This book looks like a memoir, and this book reads like a memoir, but the brief author's biography refers to her venture into "meta-fiction." Be warned. Because the book is written as a memoir, I chose, in my own piece of meta-fiction to review it as one.
DJ Mitsch was like lots of women; she meant to write a book and she had an attic full of journals calling out to be included. For almost ten years she didn't listen. Other things like children and a busy career called more loudly. Then one day a colleague challenged her not to "put GRITS on the back burner." Mitsch heeded her friend, climbed to the attic for the journals and started writing. Eight months later she had 1,400 pages. She distilled them into this book.
Mystic Grits balances journal entries ranging from the "Dear Diary, Today is my 10th birthday and I got this diary," records of a child to the deep spiritual ponderings of the woman she grew into. Each journal entry is followed by an expansion and reflection. One quibble on my part is that while the journal entries are attractive, set in the outline of a book with gray pages and a handwriting-like type, I found them very hard to read. In several of the entries, particularly the longer ones, I was distracted from the story because I had to focus so much energy on the act of reading.
The book is well named. Mitsch is definitely a GRITS—girl raised in the south. She gives a nod to Fannie Flagg who originated the term. She embraces her role. She loves being a girl and revels in being southern.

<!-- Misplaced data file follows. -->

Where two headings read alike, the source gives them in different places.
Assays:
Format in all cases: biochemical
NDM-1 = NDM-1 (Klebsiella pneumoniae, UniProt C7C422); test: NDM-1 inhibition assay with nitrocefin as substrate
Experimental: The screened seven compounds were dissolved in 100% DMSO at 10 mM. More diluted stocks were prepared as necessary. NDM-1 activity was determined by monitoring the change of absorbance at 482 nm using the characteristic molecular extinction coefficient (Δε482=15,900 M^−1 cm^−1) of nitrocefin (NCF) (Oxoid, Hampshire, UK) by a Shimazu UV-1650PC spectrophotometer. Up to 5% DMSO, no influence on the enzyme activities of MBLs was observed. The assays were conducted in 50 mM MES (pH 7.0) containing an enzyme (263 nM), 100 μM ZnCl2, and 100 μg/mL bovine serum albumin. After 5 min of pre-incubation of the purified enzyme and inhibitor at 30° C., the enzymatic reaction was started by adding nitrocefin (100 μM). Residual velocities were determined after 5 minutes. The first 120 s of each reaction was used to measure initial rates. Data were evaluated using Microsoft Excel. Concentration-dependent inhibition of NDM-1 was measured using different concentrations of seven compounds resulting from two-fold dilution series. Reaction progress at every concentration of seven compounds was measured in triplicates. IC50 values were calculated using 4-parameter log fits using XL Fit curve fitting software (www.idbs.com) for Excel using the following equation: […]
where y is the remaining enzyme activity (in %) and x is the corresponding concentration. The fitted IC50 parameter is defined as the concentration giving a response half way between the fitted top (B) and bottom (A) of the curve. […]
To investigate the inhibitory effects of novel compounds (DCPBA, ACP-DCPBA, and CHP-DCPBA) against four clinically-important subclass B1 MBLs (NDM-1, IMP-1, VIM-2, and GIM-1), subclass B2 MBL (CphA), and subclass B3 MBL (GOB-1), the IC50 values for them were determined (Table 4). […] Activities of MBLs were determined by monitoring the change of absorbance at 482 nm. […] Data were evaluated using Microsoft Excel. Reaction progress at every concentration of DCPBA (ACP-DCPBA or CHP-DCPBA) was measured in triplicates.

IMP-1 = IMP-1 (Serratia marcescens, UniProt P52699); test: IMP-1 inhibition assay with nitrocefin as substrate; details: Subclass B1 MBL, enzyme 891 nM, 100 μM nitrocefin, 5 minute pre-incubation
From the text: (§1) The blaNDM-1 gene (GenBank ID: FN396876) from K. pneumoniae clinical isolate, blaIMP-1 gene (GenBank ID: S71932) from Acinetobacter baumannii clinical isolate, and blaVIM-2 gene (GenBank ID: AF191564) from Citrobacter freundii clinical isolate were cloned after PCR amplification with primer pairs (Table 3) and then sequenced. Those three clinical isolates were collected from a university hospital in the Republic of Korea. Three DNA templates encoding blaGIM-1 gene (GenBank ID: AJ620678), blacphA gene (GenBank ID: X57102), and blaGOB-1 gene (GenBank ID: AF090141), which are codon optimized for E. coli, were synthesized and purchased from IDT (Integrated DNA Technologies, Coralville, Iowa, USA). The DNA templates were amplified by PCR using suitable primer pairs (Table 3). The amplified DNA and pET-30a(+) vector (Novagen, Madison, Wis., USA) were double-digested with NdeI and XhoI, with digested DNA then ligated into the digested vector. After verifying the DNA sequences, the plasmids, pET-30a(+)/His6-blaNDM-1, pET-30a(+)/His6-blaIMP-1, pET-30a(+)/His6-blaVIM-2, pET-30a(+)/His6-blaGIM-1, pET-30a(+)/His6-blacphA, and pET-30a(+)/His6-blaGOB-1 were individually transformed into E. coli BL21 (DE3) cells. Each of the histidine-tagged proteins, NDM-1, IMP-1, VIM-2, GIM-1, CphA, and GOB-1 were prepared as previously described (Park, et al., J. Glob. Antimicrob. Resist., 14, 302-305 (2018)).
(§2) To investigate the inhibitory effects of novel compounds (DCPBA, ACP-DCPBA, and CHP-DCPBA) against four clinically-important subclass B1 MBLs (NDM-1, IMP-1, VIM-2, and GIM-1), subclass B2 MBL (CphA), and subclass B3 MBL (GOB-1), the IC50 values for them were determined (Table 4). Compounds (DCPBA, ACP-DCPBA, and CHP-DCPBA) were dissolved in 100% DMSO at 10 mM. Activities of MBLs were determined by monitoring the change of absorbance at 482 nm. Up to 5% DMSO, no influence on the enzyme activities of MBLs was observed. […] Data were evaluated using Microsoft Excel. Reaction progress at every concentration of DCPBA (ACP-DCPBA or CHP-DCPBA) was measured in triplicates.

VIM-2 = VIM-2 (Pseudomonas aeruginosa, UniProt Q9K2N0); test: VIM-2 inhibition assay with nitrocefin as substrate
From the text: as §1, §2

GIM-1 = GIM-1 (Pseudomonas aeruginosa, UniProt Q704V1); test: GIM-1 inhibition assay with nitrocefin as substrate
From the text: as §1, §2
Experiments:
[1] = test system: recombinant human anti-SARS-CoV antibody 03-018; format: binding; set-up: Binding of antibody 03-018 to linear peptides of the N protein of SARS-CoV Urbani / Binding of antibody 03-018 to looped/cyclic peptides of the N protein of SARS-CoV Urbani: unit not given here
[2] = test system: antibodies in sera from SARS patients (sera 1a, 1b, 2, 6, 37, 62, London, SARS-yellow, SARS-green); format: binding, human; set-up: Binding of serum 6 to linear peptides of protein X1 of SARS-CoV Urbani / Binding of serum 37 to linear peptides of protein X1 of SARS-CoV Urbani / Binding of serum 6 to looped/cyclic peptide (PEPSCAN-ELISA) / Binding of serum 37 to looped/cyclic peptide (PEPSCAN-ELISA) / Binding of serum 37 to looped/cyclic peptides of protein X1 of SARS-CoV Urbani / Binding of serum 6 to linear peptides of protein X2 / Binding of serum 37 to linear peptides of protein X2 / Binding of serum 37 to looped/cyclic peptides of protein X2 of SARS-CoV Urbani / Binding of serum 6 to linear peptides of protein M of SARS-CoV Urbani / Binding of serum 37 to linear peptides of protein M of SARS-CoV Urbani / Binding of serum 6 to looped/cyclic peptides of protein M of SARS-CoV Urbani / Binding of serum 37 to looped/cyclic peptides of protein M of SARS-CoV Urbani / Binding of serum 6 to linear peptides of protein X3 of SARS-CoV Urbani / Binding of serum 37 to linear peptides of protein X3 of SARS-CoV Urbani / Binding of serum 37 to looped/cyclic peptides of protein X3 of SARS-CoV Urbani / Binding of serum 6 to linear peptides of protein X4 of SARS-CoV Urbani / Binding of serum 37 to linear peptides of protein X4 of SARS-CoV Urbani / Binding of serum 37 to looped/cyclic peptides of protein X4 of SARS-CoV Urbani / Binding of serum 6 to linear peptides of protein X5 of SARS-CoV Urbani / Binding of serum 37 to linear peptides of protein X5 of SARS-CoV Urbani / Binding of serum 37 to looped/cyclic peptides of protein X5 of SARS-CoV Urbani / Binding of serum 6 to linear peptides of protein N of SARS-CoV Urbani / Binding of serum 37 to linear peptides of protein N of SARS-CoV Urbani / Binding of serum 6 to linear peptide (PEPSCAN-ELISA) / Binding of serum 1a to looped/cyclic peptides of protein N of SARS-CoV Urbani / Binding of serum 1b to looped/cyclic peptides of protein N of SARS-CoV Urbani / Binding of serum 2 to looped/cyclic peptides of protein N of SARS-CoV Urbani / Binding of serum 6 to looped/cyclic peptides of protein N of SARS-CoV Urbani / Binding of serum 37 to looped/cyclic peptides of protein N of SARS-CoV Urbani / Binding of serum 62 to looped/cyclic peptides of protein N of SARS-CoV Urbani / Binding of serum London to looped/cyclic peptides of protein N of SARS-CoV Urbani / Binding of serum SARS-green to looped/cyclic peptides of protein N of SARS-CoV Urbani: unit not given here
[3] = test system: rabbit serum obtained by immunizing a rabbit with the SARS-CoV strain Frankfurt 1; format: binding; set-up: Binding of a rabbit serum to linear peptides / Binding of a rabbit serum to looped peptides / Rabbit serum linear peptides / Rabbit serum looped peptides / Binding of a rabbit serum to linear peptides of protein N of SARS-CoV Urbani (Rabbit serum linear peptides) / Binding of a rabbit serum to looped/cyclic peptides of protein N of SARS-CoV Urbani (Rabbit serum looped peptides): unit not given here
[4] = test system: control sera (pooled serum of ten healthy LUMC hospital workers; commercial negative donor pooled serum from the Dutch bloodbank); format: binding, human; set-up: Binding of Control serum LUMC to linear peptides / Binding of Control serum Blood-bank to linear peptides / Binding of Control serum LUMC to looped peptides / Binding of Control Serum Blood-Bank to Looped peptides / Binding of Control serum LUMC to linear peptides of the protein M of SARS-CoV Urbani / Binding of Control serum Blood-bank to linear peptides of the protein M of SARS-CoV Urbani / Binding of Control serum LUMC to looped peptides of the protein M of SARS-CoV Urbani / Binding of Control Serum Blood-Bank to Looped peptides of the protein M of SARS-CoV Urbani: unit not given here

She did the southern girl thing when she graduated from high school. No matter that she had two university scholarship offers, she got married, apparently because her boyfriend asked her. But she was a strong southern woman—they come that way. She forged a couple of highly successful and demanding careers for herself. She was known by her employees in the radio industry as "Dragon Lady." When the boyfriend was history, she found her true love and with him has built both a strong family and a thriving business partnership.
This story can stand alone, but there is more, for Mitsch is a self-proclaimed and lifelong mystic. Her first ten-year-old journal entry recounts a Ouija Board experience. When she was a teenager driving along she saw a strange moving light and realized that "this was a sign we were not alone." At the time, she didn't tell about her experience. She is no longer hesitant—she tells all. While she is a practicing and active Methodist, she has "mystical experiences." Her long-dead and much beloved grandmother, Maw Maw and other "angel guides" are part of her life. (When Maw Maw is around, Mitsch can smell her snuff.) She believes in visions, dreams, past-lives, future-lives, automatic writing and more. She experiences deep revelations and feels it her mission to share them, hence this book.
Some may find her accounts of mysticism unsettling in the context of mainstream Christianity, but it is her story and she tells it well although at times a bit repetitively. (She loves those long baths with the candles burning—good antidote for stress.)
Darelyn DJ Mitsch is a business coach, wife and mother. She is the author of books on business and for children. She lives with her family in North Carolina. Share more of her experiences on her blog.
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